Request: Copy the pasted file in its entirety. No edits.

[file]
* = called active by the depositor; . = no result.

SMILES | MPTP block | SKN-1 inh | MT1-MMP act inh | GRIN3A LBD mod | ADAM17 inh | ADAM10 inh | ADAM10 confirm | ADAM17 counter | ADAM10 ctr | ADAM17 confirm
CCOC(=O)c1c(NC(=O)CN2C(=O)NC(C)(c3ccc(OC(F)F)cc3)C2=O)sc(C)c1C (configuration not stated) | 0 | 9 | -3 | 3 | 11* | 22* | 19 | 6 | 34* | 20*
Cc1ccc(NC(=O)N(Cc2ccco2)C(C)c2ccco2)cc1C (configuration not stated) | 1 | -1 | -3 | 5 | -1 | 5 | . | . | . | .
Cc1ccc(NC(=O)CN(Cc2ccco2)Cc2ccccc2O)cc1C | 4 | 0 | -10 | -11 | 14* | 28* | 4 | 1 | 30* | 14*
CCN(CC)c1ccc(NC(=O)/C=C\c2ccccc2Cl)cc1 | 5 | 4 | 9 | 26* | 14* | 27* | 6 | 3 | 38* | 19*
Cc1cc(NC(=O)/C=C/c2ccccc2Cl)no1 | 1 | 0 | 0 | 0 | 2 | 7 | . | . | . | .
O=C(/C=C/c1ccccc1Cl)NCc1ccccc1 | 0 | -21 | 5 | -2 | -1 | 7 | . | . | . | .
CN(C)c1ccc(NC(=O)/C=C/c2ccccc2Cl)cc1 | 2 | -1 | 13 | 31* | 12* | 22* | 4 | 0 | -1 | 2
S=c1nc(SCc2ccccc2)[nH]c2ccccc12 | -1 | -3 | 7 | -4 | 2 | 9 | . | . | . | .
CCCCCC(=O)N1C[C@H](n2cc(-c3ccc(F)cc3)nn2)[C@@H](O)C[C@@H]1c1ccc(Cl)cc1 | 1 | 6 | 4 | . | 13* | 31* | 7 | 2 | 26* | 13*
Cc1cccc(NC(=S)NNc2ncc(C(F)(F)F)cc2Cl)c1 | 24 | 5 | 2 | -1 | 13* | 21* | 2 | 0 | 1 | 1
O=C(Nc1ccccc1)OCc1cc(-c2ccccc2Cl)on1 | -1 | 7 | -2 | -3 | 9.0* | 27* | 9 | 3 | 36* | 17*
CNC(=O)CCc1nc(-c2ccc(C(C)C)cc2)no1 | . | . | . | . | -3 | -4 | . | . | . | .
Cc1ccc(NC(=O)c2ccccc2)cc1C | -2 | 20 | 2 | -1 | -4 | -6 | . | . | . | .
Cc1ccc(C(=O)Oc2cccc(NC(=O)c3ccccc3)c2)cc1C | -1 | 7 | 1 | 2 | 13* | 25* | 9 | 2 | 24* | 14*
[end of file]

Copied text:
* = called active by the depositor; . = no result.

SMILES | MPTP block | SKN-1 inh | MT1-MMP act inh | GRIN3A LBD mod | ADAM17 inh | ADAM10 inh | ADAM10 confirm | ADAM17 counter | ADAM10 ctr | ADAM17 confirm
CCOC(=O)c1c(NC(=O)CN2C(=O)NC(C)(c3ccc(OC(F)F)cc3)C2=O)sc(C)c1C (configuration not stated) | 0 | 9 | -3 | 3 | 11* | 22* | 19 | 6 | 34* | 20*
Cc1ccc(NC(=O)N(Cc2ccco2)C(C)c2ccco2)cc1C (configuration not stated) | 1 | -1 | -3 | 5 | -1 | 5 | . | . | . | .
Cc1ccc(NC(=O)CN(Cc2ccco2)Cc2ccccc2O)cc1C | 4 | 0 | -10 | -11 | 14* | 28* | 4 | 1 | 30* | 14*
CCN(CC)c1ccc(NC(=O)/C=C\c2ccccc2Cl)cc1 | 5 | 4 | 9 | 26* | 14* | 27* | 6 | 3 | 38* | 19*
Cc1cc(NC(=O)/C=C/c2ccccc2Cl)no1 | 1 | 0 | 0 | 0 | 2 | 7 | . | . | . | .
O=C(/C=C/c1ccccc1Cl)NCc1ccccc1 | 0 | -21 | 5 | -2 | -1 | 7 | . | . | . | .
CN(C)c1ccc(NC(=O)/C=C/c2ccccc2Cl)cc1 | 2 | -1 | 13 | 31* | 12* | 22* | 4 | 0 | -1 | 2
S=c1nc(SCc2ccccc2)[nH]c2ccccc12 | -1 | -3 | 7 | -4 | 2 | 9 | . | . | . | .
CCCCCC(=O)N1C[C@H](n2cc(-c3ccc(F)cc3)nn2)[C@@H](O)C[C@@H]1c1ccc(Cl)cc1 | 1 | 6 | 4 | . | 13* | 31* | 7 | 2 | 26* | 13*
Cc1cccc(NC(=S)NNc2ncc(C(F)(F)F)cc2Cl)c1 | 24 | 5 | 2 | -1 | 13* | 21* | 2 | 0 | 1 | 1
O=C(Nc1ccccc1)OCc1cc(-c2ccccc2Cl)on1 | -1 | 7 | -2 | -3 | 9.0* | 27* | 9 | 3 | 36* | 17*
CNC(=O)CCc1nc(-c2ccc(C(C)C)cc2)no1 | . | . | . | . | -3 | -4 | . | . | . | .
Cc1ccc(NC(=O)c2ccccc2)cc1C | -2 | 20 | 2 | -1 | -4 | -6 | . | . | . | .
Cc1ccc(C(=O)Oc2cccc(NC(=O)c3ccccc3)c2)cc1C | -1 | 7 | 1 | 2 | 13* | 25* | 9 | 2 | 24* | 14*